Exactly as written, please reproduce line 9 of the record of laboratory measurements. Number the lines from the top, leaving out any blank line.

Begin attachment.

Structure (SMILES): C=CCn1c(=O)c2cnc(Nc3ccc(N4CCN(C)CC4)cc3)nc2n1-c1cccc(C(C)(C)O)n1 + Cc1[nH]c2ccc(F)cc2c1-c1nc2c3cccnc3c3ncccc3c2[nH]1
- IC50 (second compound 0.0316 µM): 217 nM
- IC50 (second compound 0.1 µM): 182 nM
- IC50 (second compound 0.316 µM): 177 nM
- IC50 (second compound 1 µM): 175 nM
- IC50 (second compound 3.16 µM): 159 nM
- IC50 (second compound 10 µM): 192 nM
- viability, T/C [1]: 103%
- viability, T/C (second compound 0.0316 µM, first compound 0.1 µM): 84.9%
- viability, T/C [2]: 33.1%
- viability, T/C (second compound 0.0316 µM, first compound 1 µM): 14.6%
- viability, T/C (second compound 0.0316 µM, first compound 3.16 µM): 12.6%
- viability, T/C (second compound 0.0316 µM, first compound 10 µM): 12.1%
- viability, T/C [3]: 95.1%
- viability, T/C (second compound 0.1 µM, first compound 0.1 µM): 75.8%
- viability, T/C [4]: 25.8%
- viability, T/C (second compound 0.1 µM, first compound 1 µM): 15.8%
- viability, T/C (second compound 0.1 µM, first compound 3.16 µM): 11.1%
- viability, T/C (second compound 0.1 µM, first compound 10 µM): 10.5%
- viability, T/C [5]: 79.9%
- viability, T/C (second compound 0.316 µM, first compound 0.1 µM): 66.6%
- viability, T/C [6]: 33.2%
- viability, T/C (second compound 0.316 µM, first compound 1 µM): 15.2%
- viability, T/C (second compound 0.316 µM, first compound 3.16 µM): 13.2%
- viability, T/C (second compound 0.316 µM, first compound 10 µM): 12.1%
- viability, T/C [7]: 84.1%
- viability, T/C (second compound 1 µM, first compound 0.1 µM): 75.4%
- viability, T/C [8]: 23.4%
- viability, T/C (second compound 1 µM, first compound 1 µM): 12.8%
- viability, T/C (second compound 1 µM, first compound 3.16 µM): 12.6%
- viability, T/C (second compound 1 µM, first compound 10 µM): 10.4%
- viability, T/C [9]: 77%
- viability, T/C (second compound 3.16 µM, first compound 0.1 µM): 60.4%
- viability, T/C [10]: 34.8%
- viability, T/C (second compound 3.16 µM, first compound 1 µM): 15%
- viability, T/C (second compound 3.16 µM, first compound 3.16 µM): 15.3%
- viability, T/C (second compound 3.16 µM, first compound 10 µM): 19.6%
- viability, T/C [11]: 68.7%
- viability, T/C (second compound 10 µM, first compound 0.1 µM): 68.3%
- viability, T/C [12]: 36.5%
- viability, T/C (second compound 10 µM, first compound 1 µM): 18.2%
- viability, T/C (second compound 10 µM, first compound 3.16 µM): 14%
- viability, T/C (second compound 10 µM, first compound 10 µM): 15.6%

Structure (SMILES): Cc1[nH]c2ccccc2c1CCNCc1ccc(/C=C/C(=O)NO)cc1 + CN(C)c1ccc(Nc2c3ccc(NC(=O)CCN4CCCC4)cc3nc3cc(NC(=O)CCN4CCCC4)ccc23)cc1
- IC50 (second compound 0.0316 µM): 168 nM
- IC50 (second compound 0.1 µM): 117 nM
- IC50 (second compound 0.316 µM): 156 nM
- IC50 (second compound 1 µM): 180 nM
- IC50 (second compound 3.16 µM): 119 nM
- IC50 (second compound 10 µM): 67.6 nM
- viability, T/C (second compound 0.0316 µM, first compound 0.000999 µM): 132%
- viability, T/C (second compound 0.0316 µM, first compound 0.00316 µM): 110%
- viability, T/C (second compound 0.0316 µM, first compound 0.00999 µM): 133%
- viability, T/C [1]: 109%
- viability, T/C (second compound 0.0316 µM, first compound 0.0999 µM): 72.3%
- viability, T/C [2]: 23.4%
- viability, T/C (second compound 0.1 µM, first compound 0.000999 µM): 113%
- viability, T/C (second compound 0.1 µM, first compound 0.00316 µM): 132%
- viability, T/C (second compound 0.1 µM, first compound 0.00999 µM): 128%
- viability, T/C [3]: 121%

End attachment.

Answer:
- viability, T/C (second compound 0.0316 µM, first compound 0.1 µM): 84.9%